17. THE ALA'S FIGHT AGAINST GOVERNMENT SECRECY
In 1981, the Washington Office of the American Library Association
(ALA) launched "Less Access to Less Information By and About the U.S. Government,"
a semi-annual publication which documents Administration efforts to restrict and
privatize government information. The document, previously cited by Project Censored
(1986 and 1987) continues to be a censored story itself. It contains vital information
about the United States government, current policy changes, infringements on the
Bill of Rights, and related issues in Congress, yet only a handful of people are
aware of this valuable source of information.
The latest addition to this
sad ongoing litany of government censorship notes that since 1982, one of every
four of the government's 16,000 publications has been eliminated. And, through
two little publicized 1985 directives, the Office of Management and Budget has
clearly consolidated its government information control powers.
development, with major implications for public access, is the growing tendency
of federal agencies to utilize computer and telecommunications technologies for
data collection, storage, retrieval, and dissemination. This trend has resulted
in the increased emergence of contractual arrangements with commercial firms to
disseminate information collected at taxpayers expense, higher user charges for
government information, and the proliferation of government information available
in electronic format only. While automation clearly offers promises of savings,
it is feared that public access will be further restricted for people who cannot
afford computers or pay for computer time.
The January to June 1990 issue
of the ALA publication reveals another 45 issues that deserved far more attention
than they received in the national media. Following is just one example:
of the House Government Operations Committee charged that the Bush Administration
is deliberately violating a law that bans funding for an employee secrecy pledge.
The pledge has been a battleground for Congress and the Reagan and Bush Administrations
since 1983 when the former president issued an order increasing use of nondisclosure
agreements. In turn, for several years Congress banned funding to disseminate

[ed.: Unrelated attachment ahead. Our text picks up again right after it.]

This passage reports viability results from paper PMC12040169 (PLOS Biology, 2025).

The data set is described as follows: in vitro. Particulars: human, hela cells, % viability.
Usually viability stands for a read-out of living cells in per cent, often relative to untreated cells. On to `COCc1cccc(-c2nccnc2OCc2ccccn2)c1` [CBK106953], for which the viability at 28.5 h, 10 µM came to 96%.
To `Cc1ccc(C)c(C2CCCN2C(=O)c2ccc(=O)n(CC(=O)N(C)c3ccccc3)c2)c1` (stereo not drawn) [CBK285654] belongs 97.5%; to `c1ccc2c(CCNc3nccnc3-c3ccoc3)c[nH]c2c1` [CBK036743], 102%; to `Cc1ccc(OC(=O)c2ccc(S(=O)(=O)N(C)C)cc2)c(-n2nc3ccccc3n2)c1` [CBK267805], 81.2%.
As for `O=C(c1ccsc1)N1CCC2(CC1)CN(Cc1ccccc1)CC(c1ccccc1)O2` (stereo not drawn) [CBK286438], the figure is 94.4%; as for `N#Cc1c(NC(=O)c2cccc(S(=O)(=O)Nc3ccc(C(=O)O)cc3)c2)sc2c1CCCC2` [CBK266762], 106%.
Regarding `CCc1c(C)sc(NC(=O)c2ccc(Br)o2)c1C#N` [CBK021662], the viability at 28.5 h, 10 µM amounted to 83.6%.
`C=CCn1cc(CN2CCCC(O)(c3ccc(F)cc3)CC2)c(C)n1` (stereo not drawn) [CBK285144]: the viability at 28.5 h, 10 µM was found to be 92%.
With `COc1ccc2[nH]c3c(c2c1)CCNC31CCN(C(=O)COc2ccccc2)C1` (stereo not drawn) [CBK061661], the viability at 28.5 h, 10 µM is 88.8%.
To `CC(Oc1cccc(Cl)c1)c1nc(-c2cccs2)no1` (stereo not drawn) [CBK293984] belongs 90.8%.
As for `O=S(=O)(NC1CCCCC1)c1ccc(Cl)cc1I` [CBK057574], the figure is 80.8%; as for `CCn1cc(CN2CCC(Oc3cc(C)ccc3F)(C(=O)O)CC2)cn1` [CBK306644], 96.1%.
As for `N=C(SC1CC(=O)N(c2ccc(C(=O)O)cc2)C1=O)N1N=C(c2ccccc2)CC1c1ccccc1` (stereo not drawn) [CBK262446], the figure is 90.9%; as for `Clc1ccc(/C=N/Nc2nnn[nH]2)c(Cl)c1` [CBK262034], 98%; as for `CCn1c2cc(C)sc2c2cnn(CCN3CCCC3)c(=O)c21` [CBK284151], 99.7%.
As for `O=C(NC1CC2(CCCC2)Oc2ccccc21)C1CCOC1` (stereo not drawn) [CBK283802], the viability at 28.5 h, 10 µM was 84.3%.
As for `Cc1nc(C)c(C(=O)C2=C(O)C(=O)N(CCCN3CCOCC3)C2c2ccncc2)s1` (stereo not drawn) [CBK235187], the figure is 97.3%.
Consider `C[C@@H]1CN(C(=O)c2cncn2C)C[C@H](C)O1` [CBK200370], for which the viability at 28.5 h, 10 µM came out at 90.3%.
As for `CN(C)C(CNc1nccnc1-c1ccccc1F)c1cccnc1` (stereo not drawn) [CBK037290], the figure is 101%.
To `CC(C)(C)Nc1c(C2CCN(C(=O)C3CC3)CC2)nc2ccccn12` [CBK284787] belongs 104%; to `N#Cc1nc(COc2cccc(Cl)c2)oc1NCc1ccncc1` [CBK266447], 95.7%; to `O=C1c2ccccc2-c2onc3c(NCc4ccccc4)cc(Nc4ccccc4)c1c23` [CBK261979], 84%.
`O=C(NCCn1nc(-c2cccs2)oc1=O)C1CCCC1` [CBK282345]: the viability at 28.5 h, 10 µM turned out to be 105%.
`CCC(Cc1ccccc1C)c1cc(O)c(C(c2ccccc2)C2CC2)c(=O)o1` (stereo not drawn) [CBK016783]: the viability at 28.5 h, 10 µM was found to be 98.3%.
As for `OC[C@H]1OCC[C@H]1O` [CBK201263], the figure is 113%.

the forms through the appropriations process.
Yet, when President Bush signed
the fiscal year 1990 appropriations bill into law, he protested that the section
on secrecy forms was unconstitutional and the Information Security Oversight Office
(ISOO) wrote all agencies instructing them to continue using the forms that bind
some three million employees and military members to prepublication review of
their writings and speeches.
House committee chair Rep. John Conyers (D-MI)
repeatedly asked the head of ISOO how the administration decided to "flaunt
the law and assert a presidential power to ignore duly enacted statutes."
The ISOO refused to tell Conyers even the names of the officials who participated
in the discussions to use the form.
Given the value and import of the information
contained in the ALA's semi-annual publication of "Less Access to Less Information,"
one would believe that it deserves at least as much media attention as the annual
announcement of the best dressed women of the year.
SSU CENSORED RESEARCHER:
SOURCE: AMERICAN LIBRARY ASSOCIATION, Washington Office, 110 Maryland
Ave, NE, Washington, DC 20002
TITLE: "Less Access To Less Information By and About the Government:
a 1990 Chronology: January-December"
CO-AUTHOR: Anne Heanue, ALA Washington Office Associate Director
COMMENTS: Co-author Anne Heanue points out that the issue of
less government information "has been treated in a fragmented way
in two major daily newspapers, The Washington Post and The New York
Times," and while they have reported on specific items, "they
have overlooked the big story of the erosion of public access to government
informa-tion over a period of years." Newsweeklies gave the issue
little attention in 1990 while network TV seemed to have ignored the
story. "Three years ago," Heanue said, "ALA member Nancy
Kranich of New York University Libraries, worked for months with the
staff of CBS Evening News to develop a story to be aired on March 16,
1988, Freedom of Information Day, about restrictions on public access
to government information. The segment was postponed when Oliver North
was indicted that same day. Despite repeated efforts to get the story
on the air, it was not shown." Heanue said the general public should
know more about the issue since people "would gain a greater understanding
of the importance of government information: 1) to their informed participation
in a democracy; 2) to the general and economic well-being and national
security of the country; and, 3) as an essential factor in public awareness
of government activities and in the ability of the citizenry to hold
the government accountable for its actions." And, for all those
who want to know where to get more information about many of these issues,
Heanue added that "Attention could be drawn to the role of the
nation's libraries in providing public access to government information."